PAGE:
The final end to factory #05 on March 1, 2012. This is the north-east corner of the factory, located at Division Street and Stewart Avenue. The green arrow in the photo below, shows the area and direction. Another updated photo from Leonard Thygesen.
Here is factory #05 in 1955. It is all gone now. “Lets hope we wont need any of these experienced workers or factories again”? Only time will tell. This post deals with the intake pipe built here during World War II. The Pipe was used on the Pratt & Whitney R-1830 radial engines which were used on the B-17 and B-24 heavy four engine bombers.
This collage shows the arrangement for the B-24 version with the turbo-supercharger which was the reason for the elliptical engine cowlings. The engine cylinder at the lower right shows the location of the intake pipe.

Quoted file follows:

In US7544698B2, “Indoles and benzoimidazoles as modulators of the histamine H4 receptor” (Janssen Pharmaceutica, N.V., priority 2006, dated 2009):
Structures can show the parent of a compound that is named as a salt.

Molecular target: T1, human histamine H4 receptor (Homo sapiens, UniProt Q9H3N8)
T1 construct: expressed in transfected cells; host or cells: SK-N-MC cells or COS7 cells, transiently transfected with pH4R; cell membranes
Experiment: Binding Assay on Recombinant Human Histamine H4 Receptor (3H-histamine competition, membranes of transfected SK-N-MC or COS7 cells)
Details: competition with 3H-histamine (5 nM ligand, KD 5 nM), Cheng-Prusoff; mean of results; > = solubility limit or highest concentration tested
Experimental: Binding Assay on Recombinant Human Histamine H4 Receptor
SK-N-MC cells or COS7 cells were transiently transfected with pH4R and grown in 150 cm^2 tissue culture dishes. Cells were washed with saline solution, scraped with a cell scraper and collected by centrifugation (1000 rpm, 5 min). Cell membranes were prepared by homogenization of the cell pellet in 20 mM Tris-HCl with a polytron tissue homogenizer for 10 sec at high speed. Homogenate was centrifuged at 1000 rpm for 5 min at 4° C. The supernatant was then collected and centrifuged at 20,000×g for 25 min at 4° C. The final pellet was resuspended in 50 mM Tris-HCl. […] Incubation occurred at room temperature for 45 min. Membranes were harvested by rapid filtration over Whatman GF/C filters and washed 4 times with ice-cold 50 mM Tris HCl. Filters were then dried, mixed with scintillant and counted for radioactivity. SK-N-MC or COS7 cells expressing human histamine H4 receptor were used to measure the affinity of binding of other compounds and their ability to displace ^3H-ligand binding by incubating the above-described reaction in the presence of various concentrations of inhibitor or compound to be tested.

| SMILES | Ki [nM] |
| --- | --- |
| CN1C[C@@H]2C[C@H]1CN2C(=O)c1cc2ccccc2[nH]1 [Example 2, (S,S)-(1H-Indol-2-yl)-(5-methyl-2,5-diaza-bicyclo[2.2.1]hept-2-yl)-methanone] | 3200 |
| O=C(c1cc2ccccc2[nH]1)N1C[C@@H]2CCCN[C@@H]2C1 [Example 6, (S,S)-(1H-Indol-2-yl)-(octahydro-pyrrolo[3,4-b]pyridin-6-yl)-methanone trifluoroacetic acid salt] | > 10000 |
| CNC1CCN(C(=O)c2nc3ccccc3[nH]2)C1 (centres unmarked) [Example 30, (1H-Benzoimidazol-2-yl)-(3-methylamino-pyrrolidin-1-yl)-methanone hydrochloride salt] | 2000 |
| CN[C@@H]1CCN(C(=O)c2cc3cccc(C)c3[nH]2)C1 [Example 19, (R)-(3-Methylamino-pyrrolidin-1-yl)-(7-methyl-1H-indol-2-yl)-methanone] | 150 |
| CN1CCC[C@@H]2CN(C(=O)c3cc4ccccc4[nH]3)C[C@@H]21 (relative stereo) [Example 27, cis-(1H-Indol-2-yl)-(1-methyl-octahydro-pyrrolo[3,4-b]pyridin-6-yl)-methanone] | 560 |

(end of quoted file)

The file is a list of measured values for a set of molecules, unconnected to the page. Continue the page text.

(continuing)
(of different configuration) were required for each engine.
A side on view showing the locations of the intake pipes. These pipes went directly into the Supercharger. As you can see in this photo, this engine is not destined for a bomber. This would be the same engine configuration that was used in the four engine B-17 Heavy bomber (which did not use the “TURBO-SUPERCHARGER”) that was used on the four engine B-24 Liberator. The Liberator B-24 lent it’s nickname to this engine.
This diagram (overlaid) on a real R-1830 Pratt & Whitney engine, shows the intake pipes in their relative locations. This also shows the exhaust ports without those pipes in place. The exhaust pipes were made by Fisher Body in Detroit. Links: